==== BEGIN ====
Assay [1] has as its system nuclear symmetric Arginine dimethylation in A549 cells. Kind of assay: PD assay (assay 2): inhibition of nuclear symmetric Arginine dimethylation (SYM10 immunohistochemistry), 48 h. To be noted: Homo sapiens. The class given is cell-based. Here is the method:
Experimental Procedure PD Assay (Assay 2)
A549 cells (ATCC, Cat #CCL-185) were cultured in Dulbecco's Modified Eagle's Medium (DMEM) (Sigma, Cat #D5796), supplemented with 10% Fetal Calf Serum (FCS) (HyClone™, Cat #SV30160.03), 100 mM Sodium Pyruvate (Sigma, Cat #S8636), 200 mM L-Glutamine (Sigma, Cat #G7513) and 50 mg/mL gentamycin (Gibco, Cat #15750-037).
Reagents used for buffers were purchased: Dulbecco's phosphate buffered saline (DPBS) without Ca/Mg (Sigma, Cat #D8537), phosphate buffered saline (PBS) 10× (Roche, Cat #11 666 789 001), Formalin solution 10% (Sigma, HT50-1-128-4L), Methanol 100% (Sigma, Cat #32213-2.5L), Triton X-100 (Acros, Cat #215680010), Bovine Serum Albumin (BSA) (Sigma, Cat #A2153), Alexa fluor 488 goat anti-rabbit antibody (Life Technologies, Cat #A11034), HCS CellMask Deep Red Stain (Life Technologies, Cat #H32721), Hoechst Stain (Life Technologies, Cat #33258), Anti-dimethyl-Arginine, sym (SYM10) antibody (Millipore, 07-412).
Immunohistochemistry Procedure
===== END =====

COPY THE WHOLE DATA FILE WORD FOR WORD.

Assay [1] has as its system nuclear symmetric Arginine dimethylation in A549 cells. Kind of assay: PD assay (assay 2): inhibition of nuclear symmetric Arginine dimethylation (SYM10 immunohistochemistry), 48 h. To be noted: Homo sapiens. The class given is cell-based. Here is the method:
Experimental Procedure PD Assay (Assay 2)
A549 cells (ATCC, Cat #CCL-185) were cultured in Dulbecco's Modified Eagle's Medium (DMEM) (Sigma, Cat #D5796), supplemented with 10% Fetal Calf Serum (FCS) (HyClone™, Cat #SV30160.03), 100 mM Sodium Pyruvate (Sigma, Cat #S8636), 200 mM L-Glutamine (Sigma, Cat #G7513) and 50 mg/mL gentamycin (Gibco, Cat #15750-037).
Reagents used for buffers were purchased: Dulbecco's phosphate buffered saline (DPBS) without Ca/Mg (Sigma, Cat #D8537), phosphate buffered saline (PBS) 10× (Roche, Cat #11 666 789 001), Formalin solution 10% (Sigma, HT50-1-128-4L), Methanol 100% (Sigma, Cat #32213-2.5L), Triton X-100 (Acros, Cat #215680010), Bovine Serum Albumin (BSA) (Sigma, Cat #A2153), Alexa fluor 488 goat anti-rabbit antibody (Life Technologies, Cat #A11034), HCS CellMask Deep Red Stain (Life Technologies, Cat #H32721), Hoechst Stain (Life Technologies, Cat #33258), Anti-dimethyl-Arginine, sym (SYM10) antibody (Millipore, 07-412).
Immunohistochemistry Procedure